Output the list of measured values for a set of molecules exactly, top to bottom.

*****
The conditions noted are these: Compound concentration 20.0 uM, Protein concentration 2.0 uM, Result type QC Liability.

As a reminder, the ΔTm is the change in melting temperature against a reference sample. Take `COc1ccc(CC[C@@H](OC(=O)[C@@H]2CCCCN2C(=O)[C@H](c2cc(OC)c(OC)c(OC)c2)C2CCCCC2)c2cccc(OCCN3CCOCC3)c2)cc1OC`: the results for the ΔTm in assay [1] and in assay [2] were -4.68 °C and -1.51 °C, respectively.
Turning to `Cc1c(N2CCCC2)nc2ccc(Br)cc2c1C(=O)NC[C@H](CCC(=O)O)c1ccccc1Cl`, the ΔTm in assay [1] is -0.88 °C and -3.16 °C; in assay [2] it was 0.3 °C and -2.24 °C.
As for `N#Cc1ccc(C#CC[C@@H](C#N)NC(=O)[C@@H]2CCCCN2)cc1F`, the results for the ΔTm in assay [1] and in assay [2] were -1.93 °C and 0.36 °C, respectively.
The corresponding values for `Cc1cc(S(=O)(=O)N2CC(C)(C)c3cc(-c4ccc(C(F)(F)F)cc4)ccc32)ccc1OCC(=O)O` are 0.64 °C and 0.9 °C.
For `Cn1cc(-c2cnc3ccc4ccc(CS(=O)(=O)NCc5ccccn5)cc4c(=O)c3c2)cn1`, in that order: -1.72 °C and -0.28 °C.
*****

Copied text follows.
The conditions noted are these: Compound concentration 20.0 uM, Protein concentration 2.0 uM, Result type QC Liability.

As a reminder, the ΔTm is the change in melting temperature against a reference sample. Take `COc1ccc(CC[C@@H](OC(=O)[C@@H]2CCCCN2C(=O)[C@H](c2cc(OC)c(OC)c(OC)c2)C2CCCCC2)c2cccc(OCCN3CCOCC3)c2)cc1OC`: the results for the ΔTm in assay [1] and in assay [2] were -4.68 °C and -1.51 °C, respectively.
Turning to `Cc1c(N2CCCC2)nc2ccc(Br)cc2c1C(=O)NC[C@H](CCC(=O)O)c1ccccc1Cl`, the ΔTm in assay [1] is -0.88 °C and -3.16 °C; in assay [2] it was 0.3 °C and -2.24 °C.
As for `N#Cc1ccc(C#CC[C@@H](C#N)NC(=O)[C@@H]2CCCCN2)cc1F`, the results for the ΔTm in assay [1] and in assay [2] were -1.93 °C and 0.36 °C, respectively.
The corresponding values for `Cc1cc(S(=O)(=O)N2CC(C)(C)c3cc(-c4ccc(C(F)(F)F)cc4)ccc32)ccc1OCC(=O)O` are 0.64 °C and 0.9 °C.
For `Cn1cc(-c2cnc3ccc4ccc(CS(=O)(=O)NCc5ccccn5)cc4c(=O)c3c2)cn1`, in that order: -1.72 °C and -0.28 °C.